Todd: I would agree. You know, all founders need to step away, they need to keep their heads clear, especially for, you know, their teams and those around them so what do you do to unwind and kind of take your mind off the job for a little bit and keep yourself refreshed.

Ron: You know, here’s the thing, I can give you a bullshit answer or I can tell you straight up, I don’t do a good job with that. So, I don’t know, I don’t know, I want to……

Todd: I’d much rather have the honest answer. 

Ron: Yeah, I don’t know, and I’ll tell you like it’s been one of the struggles I’ve had in my career. It almost cost me my marriage a long time ago, I don’t know how to turn it off, I work seven days a week, it’s not that I’m trying to impart these principles on anybody else and I’m not saying this is the right thing to do. In fact, I wish I could be different, to be honest with you, but I don’t have a good answer for that because I have not been successful in finding a way to do that, but never say never, right, never say never, right?

Todd: That’s right.

Ron: Like I’m still a young man, I can still figure it out and hopefully, I’ll figure it out this last time around.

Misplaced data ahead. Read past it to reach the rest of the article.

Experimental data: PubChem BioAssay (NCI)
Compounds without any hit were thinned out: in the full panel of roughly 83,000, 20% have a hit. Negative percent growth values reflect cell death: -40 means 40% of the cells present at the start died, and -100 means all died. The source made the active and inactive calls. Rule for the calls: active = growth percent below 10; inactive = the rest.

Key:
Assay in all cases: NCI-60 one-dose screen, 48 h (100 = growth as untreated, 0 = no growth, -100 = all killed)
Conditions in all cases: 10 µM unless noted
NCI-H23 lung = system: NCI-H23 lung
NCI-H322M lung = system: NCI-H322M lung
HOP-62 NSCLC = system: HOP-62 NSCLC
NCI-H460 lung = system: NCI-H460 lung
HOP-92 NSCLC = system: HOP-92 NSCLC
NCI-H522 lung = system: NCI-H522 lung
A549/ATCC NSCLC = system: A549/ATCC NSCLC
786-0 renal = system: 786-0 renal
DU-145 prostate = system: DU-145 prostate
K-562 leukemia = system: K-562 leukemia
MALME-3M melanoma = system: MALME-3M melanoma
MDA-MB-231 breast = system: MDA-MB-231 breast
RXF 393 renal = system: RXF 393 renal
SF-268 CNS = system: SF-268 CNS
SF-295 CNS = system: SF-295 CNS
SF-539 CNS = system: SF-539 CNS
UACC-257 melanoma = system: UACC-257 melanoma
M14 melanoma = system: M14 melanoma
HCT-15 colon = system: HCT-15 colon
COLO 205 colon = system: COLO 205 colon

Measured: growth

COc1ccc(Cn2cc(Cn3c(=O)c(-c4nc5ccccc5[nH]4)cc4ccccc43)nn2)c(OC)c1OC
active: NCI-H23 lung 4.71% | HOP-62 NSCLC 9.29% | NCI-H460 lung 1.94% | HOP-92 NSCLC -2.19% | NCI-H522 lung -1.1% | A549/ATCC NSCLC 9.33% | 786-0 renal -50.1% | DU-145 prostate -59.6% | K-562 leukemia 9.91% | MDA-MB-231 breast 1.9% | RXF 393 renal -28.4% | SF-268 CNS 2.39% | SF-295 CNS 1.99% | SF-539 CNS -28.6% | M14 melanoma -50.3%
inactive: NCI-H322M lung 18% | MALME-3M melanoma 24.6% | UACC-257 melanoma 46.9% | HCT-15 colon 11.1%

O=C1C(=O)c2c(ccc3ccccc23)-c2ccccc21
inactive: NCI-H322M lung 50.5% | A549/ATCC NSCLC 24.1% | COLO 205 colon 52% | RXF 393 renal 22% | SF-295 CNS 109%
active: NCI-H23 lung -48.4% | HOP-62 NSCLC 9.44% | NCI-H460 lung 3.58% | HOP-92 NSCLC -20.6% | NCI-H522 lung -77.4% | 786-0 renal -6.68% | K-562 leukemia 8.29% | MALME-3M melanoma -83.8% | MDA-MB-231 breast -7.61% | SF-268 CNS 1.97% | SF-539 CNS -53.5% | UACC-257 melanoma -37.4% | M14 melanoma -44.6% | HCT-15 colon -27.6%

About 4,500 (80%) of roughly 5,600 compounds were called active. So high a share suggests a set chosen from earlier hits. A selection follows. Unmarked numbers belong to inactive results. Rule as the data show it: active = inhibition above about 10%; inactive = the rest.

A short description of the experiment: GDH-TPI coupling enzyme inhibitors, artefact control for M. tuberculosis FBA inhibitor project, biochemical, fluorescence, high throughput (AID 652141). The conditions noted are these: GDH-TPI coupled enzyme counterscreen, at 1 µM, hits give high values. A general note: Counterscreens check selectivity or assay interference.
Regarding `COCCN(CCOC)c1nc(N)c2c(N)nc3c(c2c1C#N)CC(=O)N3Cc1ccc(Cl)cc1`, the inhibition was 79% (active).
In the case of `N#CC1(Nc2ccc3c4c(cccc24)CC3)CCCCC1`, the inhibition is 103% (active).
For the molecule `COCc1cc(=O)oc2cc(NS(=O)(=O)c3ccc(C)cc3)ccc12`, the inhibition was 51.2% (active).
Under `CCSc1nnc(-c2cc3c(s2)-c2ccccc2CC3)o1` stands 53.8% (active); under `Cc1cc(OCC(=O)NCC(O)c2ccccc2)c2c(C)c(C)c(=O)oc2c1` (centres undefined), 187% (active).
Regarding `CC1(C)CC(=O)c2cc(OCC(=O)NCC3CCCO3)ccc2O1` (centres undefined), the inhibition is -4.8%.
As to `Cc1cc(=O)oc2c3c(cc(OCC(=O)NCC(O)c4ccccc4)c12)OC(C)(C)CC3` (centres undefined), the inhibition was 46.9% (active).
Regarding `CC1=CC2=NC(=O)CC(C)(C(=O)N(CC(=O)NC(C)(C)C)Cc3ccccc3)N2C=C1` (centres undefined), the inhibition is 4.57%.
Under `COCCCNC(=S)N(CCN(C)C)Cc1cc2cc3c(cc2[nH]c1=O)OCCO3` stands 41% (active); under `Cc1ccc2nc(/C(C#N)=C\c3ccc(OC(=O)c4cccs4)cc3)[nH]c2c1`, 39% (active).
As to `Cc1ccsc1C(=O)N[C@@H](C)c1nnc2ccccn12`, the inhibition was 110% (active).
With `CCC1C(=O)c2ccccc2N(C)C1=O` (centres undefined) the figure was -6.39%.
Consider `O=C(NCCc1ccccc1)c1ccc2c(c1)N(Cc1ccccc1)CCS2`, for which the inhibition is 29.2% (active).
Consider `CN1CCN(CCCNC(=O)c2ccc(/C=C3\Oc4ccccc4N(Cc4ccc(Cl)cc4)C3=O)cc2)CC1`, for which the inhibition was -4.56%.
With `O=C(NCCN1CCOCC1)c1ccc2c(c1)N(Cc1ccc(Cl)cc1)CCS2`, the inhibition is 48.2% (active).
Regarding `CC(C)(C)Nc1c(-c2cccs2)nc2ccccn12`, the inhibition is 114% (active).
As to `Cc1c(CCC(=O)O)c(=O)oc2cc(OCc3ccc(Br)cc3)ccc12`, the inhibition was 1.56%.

Todd: Do you have a favorite sport or sports teams that you root for? I’m going to guess, in Canada, that you’re a big hockey fan, but maybe I’m wrong. (laughs)

Ron: I’m making it up, I am in Canada but I’m not one big hockey fan (both laugh). If ever it’s sports to play, it’s baseball. Favorite sport to watch and, you know, exciting, it’s football, American football. So, yeah, and I also love college athletics, like I love US college football, I love US college basketball, big congrats out to the Yukon Huskies 5 and 0 national championship games. You know, I was there for the first one in 1999 when you beat Duke, hey Duke.

Todd: Where Paddington and………

Ron: Yeah, that’s right, yeah, that’s right, you don’t look that old, that’s right. 

Todd: (laughs) I remember, I remember.

Ron: Yeah, yeah, yeah, that was a great game. So, yeah, I do love watching sports, I mean, you know, one of my favorite sports things to watch is actually, you’re going to laugh, the NFL draft, I love watching the NFL draft, I’m like, how can you sit there, you’re like some guy goes up to a podium every 15 minutes, reads one name and then goes away and then you have to wait 15 minutes again and you’ve got a bunch of guys in suits like, that’s boring, as if you’re watching a game.

Todd: There’s a hopefulness to it, like, you know, this could be the next……